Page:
Claire Albrecht


in memory of murray bookchin

we sit in the anarchist’s living
room, the windows double glaze
he drops biscuit crumbs down
his chin and into his lap, chokes

a scarf tighter around the liver
spots on his neck and asks my
brother something like ‘what
do you think of all this,’

meaning 9/11, meaning unanticipated
descent and displaced impact,
gravity and entropy and jet fuel,
heat and falling and flying,

the eruption of airline meals and
miniature bottles of wine, startled
pigeons in their shit-filled sixteenth
storey roosts and starlings aghast,

the sound that oxygen masks make
when they drop, how tears transfer over
poor reception, abrupt ends to
teleconferences, armani suits in

motion, unfed dogs, letters lost
in concrete, flowers, flowers, dead
flowers, weeping on the breakfast
television news, ad breaks, closed

shutters, empty restaurants—
but, more than that,
I think he meant dread
and death, and dispossession,

and real, overwhelming terror, and
loss, and the haunting of spaces;
my brother is thirteen years old,
he has just discovered pornography (but

thinks that nobody knows) and he only
eats vegemite sandwiches, and now
more than ever before in his life
he is silent. outside, hands of pine

needles huddle together and point
to an answer hanging somewhere
in the crisp air, but his mouth is dry
and the weight of this man is somehow

emanating from the recliner and
overwhelming him. he puts down
his glass of juice and sighs. the room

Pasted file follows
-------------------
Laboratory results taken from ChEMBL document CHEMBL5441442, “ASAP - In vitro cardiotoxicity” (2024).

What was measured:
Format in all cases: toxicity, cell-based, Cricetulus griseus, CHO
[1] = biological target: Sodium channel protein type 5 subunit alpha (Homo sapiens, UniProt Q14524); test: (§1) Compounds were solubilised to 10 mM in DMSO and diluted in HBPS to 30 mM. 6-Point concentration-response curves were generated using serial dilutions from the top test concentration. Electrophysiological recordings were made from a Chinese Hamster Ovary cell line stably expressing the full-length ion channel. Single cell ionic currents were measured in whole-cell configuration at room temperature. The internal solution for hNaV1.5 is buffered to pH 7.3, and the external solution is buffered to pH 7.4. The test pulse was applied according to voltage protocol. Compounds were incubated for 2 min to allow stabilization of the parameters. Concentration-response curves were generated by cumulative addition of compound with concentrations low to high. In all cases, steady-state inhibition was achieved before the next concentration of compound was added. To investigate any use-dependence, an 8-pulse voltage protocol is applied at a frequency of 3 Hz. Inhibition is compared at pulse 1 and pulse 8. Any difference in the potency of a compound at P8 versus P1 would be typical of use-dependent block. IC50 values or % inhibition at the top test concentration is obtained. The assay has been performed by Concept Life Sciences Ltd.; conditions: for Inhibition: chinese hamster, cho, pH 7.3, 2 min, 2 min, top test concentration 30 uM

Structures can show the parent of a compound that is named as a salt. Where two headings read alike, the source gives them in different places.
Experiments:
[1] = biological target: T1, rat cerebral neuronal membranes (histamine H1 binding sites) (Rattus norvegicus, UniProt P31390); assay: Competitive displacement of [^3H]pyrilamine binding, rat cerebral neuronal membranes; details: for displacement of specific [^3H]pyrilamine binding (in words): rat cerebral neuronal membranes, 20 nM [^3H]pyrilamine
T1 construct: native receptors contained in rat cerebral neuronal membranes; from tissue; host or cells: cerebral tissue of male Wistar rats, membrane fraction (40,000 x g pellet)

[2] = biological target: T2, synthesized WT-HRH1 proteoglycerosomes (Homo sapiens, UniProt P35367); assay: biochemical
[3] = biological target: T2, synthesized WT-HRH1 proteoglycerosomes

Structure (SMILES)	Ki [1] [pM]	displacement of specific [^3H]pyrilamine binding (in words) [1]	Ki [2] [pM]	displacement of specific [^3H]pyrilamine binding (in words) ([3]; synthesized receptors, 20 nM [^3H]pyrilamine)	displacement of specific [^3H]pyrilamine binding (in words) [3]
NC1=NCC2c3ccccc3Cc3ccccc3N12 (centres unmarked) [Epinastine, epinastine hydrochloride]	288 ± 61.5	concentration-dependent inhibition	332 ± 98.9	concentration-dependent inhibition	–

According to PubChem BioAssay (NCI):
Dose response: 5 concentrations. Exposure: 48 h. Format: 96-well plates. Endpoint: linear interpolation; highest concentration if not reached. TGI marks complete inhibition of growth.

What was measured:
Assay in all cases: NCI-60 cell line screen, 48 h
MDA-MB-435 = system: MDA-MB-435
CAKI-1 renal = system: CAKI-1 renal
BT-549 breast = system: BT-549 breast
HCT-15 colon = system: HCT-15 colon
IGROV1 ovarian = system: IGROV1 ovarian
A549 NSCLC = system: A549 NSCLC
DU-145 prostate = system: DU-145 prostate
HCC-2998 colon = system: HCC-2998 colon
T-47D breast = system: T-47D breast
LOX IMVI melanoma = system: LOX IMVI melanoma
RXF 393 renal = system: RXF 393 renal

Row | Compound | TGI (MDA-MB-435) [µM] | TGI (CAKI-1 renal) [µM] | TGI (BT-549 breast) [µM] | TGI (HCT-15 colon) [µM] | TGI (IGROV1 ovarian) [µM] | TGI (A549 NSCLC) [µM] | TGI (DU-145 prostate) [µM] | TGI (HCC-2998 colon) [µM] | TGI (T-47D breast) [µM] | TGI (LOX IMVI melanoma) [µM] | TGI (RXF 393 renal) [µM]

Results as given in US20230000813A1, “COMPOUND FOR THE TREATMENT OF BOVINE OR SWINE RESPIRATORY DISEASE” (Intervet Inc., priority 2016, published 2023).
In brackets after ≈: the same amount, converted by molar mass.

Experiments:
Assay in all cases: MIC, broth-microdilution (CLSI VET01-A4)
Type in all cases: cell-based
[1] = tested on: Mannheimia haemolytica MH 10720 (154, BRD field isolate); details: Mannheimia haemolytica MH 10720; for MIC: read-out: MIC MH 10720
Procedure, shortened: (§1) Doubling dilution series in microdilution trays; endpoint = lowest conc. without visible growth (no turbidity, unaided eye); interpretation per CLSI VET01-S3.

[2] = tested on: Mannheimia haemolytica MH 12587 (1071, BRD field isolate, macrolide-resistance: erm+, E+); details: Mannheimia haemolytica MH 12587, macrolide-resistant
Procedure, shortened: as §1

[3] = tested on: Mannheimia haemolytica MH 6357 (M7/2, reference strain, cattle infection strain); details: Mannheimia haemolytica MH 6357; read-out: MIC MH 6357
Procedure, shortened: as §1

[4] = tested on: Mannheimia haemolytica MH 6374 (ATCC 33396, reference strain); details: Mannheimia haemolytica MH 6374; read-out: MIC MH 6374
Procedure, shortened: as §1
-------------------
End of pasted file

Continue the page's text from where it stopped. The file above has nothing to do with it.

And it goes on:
is quiet but for the old man’s slouching

breaths, and the independent rustling of
untouched papers. he says nothing.
what can he say? our parents, visibly
struggling to pull him from this sinking

kayak, think it might be time for ben
and jerry’s. we stay with murray’s family
on lake champlain, comfortable warm
people on a frozen lake, healthy food

and rapid, erudite conversation
and I feel old at eleven, my period
a recent milestone discovered in bed-
sheets on a mango farm under scorpio.

when I steal their daughter’s journal and
read it (even though she trusts me
and I told her that I wouldn’t) I learn
what ‘betrayed’ looks like. we walk

together through a national park, the
name of which I no longer remember,
along striated cliffs, clinging to the edges
of my adolescence, playing out visions of

what it would be like just to drop
and be met by the water, and to sink
to the shipwrecks waiting below the
surface like monuments to memory.

every now and then, a plane in the corner
of the eye, white trails in a lake-coloured
sky make the heart jump, just a little, to
remember. it is spring in vermont


I never knew there were so many bald eagles in Alaska
I think, dropping popcorn onto my buttons

the trees are lit up with them. bald,
bald, bald, another one bald, and

last night I had a dream about a volcano
dripping purple flame, neon caramel

while I hid in a shaking house and waited
for extinction. not that Heise scared me much

but them polar bears sure are hungry
and it’s snowing in the summer in Tasmania

so I guess my nights are anxious like wildfire
I dip into the canyon to forget about the dark

Claire Albrecht is a Newcastle based poet. She was the 2019 Emerging Writers Festival fellow at the State Library of Victoria, and will be a resident at the Helene Wurlitzer Foundation, New Mexico in 2021. Claire will also be a Varuna ‘Writing Fire, Writing Drought’ fellow later this year. Her debut chapbook pinky swear was published in 2018.

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